Putting these three trends together, we turn to the behavior of total debt per capita for the young over the past decade. While evidence on the rapid growth of the student loan market has raised concerns about the effects of the associated debt burden on younger generations of U.S. consumers, the decline in student borrowers’ use of other debt during the Great Recession has overwhelmed the observed student loan growth. As a result, although per borrower student debts are larger than ever, the total debt per capita of student borrowers and nonstudent borrowers followed approximately parallel increases during the boom, and approximately parallel declines during the Great Recession.
The above chart depicts total debt per capita among twenty-five-year olds who are and are not observed to hold any student debt between the ages of twenty-two and twenty-five. While average debt levels are considerably higher for student borrowers, with a peak of $35,559 in 2008 as compared with $19,748 for others, the trends in the two series are strikingly similar. Per capita consumer debt declined by $7,095 from 2008 to 2012 among the nonstudent borrowers. Over the same period, per capita student loan debt for the student borrowers rose by $9,677, and their per capita nonstudent loan debt declined by $15,364, more than twice the decline for the nonstudent borrowers. On net, student borrowers’ per capita debt declined by $5,687. Despite unprecedented growth in the student loan market, student borrowers appear to have participated fully in the recent consumer deleveraging. This was possible only through a collective retreat from other standard debt markets.
The decline in participation in nonstudent debt markets by those with a history of educational debt may be driven by a number of factors. First, a weakening in the labor markets since 2007—near the peak of consumer debt—has likely lowered graduates’ expectations of their future income. The decline in participation in the housing and auto debt markets may be a result of graduates decreasing their consumption, and thus debt, levels in response to these lowered expectations.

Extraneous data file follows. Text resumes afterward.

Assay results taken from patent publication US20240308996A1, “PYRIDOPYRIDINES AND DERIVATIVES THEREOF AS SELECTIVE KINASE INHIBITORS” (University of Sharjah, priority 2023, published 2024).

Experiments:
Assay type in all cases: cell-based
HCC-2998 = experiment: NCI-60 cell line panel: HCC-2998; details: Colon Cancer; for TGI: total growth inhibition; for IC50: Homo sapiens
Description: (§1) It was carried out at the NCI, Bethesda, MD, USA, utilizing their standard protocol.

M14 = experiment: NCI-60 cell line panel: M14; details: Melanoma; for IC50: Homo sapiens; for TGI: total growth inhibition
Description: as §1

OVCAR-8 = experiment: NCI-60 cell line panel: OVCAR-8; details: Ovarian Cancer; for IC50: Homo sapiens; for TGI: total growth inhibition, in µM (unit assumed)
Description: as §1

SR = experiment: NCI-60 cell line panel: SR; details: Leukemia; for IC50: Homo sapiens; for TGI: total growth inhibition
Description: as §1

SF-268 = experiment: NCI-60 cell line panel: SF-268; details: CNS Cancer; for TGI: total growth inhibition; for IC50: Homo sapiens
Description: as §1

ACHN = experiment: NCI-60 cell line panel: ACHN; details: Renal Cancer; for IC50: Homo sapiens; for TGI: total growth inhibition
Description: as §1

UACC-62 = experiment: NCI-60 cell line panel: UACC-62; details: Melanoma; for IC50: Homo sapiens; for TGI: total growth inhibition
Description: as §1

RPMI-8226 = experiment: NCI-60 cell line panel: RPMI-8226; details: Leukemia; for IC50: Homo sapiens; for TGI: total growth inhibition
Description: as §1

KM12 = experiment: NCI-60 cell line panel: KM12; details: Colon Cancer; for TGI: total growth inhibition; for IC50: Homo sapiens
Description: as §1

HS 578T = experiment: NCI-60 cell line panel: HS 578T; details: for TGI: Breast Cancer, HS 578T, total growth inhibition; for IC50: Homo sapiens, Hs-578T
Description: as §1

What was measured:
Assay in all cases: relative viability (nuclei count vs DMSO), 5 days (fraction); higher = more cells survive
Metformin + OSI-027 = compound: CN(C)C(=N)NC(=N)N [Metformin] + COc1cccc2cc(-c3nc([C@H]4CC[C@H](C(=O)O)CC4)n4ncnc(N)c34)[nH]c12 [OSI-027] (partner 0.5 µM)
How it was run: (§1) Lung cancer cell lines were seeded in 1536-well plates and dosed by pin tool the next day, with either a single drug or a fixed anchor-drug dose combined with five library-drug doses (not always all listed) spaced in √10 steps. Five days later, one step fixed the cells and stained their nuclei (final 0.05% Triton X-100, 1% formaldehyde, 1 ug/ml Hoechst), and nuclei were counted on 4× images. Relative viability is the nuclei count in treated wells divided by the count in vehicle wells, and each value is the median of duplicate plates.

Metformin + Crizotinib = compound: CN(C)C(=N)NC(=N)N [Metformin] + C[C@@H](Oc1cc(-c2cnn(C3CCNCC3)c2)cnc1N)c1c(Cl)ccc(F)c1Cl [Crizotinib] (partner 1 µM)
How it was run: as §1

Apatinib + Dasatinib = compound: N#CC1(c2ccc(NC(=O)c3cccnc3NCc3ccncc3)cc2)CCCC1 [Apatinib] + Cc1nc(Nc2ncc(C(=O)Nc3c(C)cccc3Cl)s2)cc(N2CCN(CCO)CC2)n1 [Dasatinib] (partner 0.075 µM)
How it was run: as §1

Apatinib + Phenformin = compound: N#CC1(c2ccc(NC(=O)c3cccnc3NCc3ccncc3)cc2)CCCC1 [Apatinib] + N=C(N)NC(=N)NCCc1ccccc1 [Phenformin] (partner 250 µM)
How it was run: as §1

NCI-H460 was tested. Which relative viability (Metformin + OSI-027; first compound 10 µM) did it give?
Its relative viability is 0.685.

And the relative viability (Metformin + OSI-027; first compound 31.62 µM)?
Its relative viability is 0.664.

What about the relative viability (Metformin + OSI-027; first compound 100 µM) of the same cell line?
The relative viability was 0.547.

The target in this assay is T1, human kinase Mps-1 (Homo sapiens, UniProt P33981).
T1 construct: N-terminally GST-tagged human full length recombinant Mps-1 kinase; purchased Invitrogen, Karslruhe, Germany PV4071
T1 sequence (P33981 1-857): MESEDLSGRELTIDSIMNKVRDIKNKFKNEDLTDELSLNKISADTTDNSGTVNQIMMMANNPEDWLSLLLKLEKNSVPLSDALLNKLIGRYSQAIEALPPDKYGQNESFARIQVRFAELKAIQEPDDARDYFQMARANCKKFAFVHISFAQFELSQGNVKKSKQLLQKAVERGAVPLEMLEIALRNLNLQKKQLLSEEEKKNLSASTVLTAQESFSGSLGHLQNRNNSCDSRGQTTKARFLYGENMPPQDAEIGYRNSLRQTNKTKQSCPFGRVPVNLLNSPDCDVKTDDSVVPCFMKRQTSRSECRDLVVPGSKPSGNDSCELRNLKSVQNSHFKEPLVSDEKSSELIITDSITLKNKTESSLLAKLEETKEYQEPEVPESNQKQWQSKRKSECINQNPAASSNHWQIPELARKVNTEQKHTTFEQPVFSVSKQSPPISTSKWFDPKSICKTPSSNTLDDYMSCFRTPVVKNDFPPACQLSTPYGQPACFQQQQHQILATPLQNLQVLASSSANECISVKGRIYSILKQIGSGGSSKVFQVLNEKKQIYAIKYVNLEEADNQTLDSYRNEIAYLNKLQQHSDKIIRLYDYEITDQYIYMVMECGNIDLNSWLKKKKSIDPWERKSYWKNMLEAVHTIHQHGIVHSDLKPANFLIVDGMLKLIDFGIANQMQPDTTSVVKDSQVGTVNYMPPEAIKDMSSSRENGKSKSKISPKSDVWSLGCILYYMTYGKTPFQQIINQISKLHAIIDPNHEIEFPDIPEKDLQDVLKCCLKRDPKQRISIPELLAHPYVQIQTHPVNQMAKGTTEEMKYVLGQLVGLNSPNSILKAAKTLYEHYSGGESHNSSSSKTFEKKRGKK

However, there is a second factor that could also be driving these changes: access to credit. In response to the recent recession and credit crunch, lenders have tightened underwriting standards in all major consumer debt markets. Consumers with substantial student debt may not be able to meet the stricter debt to income (DTI) ratio standards that are now being applied by lenders. In addition, delinquency in repayment has become more prevalent among student borrowers. Lee finds that delinquent student borrowers are extremely unlikely to originate new mortgages.
Our own analysis demonstrates a divergence in the credit scores of student borrowers and nonborrowers. The chart below shows trends in mean Equifax risk scores for twenty-five- and thirty-year-old borrowers with and without student debt histories. The trends for twenty-five-year-olds with and without student loans, and those for thirty-year-olds with and without student loans, lie on average 3 points apart from 2003 to 2008. From 2008 to 2012, however, the student-loan trends diverge from the no-student-loan trends. By 2012, the average score for twenty-five-year-old nonborrowers is 15 points above that for student borrowers, and the average score for thirty-year-old nonborrowers is 24 points above that for student borrowers. As a result of tighter underwriting standards, higher delinquency rates, and lower credit scores, consumers with educational debt may have more limited access to housing and auto debt and, as a result, more limited options in the housing and vehicle markets, despite their comparatively high earning potential.
Both these factors—lowered expectations of future earnings and more limited access to credit—may have broad implications for the ongoing recovery of the housing and vehicle markets, and of U.S. consumer spending more generally. While highly skilled young workers have traditionally provided a vital influx of new, affluent consumers to U.S. housing and auto markets, unprecedented student debt may dampen their influence in today’s marketplace.
The views expressed in this post are those of the authors and do not necessarily reflect the position of the Federal Reserve Bank of New York or the Federal Reserve System. Any errors or omissions are the responsibility of the authors.
Meta Brown is a senior economist in the Federal Reserve Bank of New York’s Research and Statistics Group.
Sydnee Caldwell is a senior research analyst in the Research and Statistics Group.